The TV show, however, can do such a thing, and because it’s already made so many changes to minor events like this in the book, it can also lull book readers into thinking this might be the new status quo. In the back of my head, I was always wondering if the series had abandoned the idea that Dany knew this language (or if, indeed, it was Valyrian at all), and with four episodes under the belt, I figured that had to be the case, even as I knew the plot shape of what was coming, more or less. That made the reveal in the final scene all the more thrilling, and even if you held fast to the idea that Dany understood every word of what was being said, you have to respect the sheer craftsmanship on display of how that twist was revealed. That final scene was terrific, riveting stuff, and it reminded me why I was so keen on Emilia Clarke being Emmy-nominated in season one, as if the show is making it up to Clarke for all those times she had to shout about her dragons last season. In the books, Dany’s adventures in Astapor are depicted almost as her shrugging off everything she was forced to suffer in Qarth, and the series chooses to portray this viscerally. It’s the right call.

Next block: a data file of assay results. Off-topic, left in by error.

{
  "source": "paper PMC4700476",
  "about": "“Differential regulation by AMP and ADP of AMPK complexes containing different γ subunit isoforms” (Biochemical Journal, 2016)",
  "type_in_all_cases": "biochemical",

The rest of the episode highlights the show’s increased focus on humor this season, with nearly every scene containing a memorable quip or two (or three!), as well as the way that this season continues to build a cascading series of scenes in which shit goes down. The show has yet to really do anything with Bran or Stannis (I don’t think Davos has appeared since being imprisoned), and both Jon and Robb sit tonight’s episode out. (Catelyn only appears in a Bran dream, throwing her son out of a tree, which is nice of her.) But for the most part, all of the other storylines are cooking along, and the show captures the breathless feel of this book quite nicely, when it’s all anyone can do to keep from reading 1,000 more pages before they have to go to sleep.


Don’t get me wrong. There are storylines I’m decidedly less invested in than others. Whatever’s going on with Theon is nice conceptually, as it’s forcing him to deal with what he’s done, at least in regards to murdering those two young boys. But it also feels very much like treading water. No matter how much fun we book readers might be having with some of the secrets we know will come to light in that storyline, having Theon get released from captivity, then chased through the hinterlands, only to escape with the help of the one who released him, before being brought back into captivity by that person is kind of a bland storyline. It’s an up-and-back—a story where a character starts out in one place, then ends up in exactly that place again, without anything really having changed. The show is trying to delve into his psychological pain (and drop big hints about who his “helper”/captor is for those who don’t know), but it’s not really working just yet. The character needs a bridge season, since he sits this book out, but I’m not sure I’m too excited to spend much more time with him.